Wednesday, 14 March 2012

Notebook Cooling Super Roundup!


A Bunch of notebook coolers, useful or just a bunch of hokem?
On my desk is 10 notebook coolers ranging from the best, to the worst, so what else is there to do but put them under a heat producing power laptop and see if they actually have any benefit.
Now before we start I should mention the laptop I am using this for is an Intel Core i7 2720QM which features dual intakes on the underside of the laptop, so it is an ideal unit for testing laptop coolers with. So, let’s actually take a look at what models we have lined up:

Thermaltake Massive23 LX
Thermaltake Massive23 GT
Cooler Master Notepal Colour Infinite
Cooler Master Notepal U3
Cooler Master Notepal U2 (Fan Edition)
Cooler Master Notepal E1
Cooler Master Notepal ErgoStand
Cooler Master Notepal X-Lite
Deep Cool N2000
Deep Cool Wind Shaper
That’s a fairly big line up there and it seems Cooler Master has this market dominated with quite a large range of products. I’m not going to go into each product because let’s face it, you don’t want to read pages of words about notebook coolers, you just want to see how it performs. The coloumn on the right shows us the difference in temperature achieved from the average idle temp of 55 degrees.

Model
Cooler Difference (In Degrees Celcius)
Thermaltake Massive23 LX
-7 degrees
Thermaltake Massive23 GT
-11 degrees
Cooler Master Notepal Colour Infinite
-4 degrees
Cooler Master Notepal U3
-8 degrees
Cooler Master Notepal U2 (Fan Edition)
-7 degrees
Cooler Master Notepal E1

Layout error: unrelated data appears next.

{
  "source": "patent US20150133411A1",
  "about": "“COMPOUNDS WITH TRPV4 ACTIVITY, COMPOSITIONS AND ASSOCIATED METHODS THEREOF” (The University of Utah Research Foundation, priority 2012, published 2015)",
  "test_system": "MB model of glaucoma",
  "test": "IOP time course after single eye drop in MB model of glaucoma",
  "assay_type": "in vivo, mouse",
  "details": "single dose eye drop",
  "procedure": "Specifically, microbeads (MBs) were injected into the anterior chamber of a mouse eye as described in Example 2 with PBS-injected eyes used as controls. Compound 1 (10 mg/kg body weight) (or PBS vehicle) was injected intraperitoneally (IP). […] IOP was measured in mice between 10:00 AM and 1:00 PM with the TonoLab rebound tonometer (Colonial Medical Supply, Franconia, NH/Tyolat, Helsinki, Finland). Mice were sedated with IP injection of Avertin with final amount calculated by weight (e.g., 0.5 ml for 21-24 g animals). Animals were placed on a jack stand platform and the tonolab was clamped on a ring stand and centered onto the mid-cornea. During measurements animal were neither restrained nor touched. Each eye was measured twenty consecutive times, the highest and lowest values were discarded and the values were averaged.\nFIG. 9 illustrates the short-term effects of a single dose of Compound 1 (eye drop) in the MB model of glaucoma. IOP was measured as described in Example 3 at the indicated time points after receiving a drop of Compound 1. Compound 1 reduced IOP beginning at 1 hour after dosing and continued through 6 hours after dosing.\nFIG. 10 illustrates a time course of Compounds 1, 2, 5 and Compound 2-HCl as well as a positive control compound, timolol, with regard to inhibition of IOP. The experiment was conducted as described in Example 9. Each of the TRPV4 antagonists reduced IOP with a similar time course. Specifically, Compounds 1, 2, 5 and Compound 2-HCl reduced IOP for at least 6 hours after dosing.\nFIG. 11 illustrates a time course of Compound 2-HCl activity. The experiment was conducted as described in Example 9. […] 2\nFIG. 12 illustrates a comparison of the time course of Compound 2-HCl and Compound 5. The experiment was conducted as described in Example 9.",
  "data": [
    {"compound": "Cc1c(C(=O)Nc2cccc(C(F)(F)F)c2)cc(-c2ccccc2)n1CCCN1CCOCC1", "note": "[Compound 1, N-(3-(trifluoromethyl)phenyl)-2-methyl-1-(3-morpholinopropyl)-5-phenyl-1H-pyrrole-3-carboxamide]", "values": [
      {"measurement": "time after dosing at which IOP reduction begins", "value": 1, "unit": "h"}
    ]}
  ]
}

-2 degrees
Cooler Master Notepal ErgoStand
-3 degrees
Cooler Master Notepal X-Lite
-3 degrees
Deep Cool N2000
-4 degrees
Deep Cool Wind Shaper
-5 degrees

 In our tests, the Thermaltake GT seemed to be the most effective followed by the Cooler Master U3. The Thermaltake’s huge 23cm fan and Cooler Master’s clever use of modular fans allowing you to plug them in wherever your intake is, proves to be a winning combination. Some of the other Cooler Master’s just did not have enough fan power to create any benefit of having a cooler there in the first place. Which leads to one of my biggest riffs with these coolers; there just isn’t enough airflow coming out of these fans. A massive 23cm fan should produce well over 100cfm but these barely feel like they are putting out anything.  I’d like to see manufacturers put thicker and more powerful fans on their coolers to create something a bit more powerful.























By Sahin Selvi
sahin.s@centrecom.com.au

The benchmark results may differ from user to user depending on what background software you are running and versions of benchmark software. These results aren’t portrayed to be seen as exact performance figures but merely as a rough estimate on the performance of the machine. These results are in no way bias to any company or person and are here to provide the end user in depth details and to provide extra assistance of potential purchases. All information on this page is subject to copyright. Please do not copy any parts of this article. This includes and is not limited to Photos and Data Graphs. The photos and data graphs shown on this blog are subject to copyright to Centre Com. Any unauthorized copying, modifying or using for other purposes are forbidden. Centre Com reserves the right to take legal action against those found breaking these terms.

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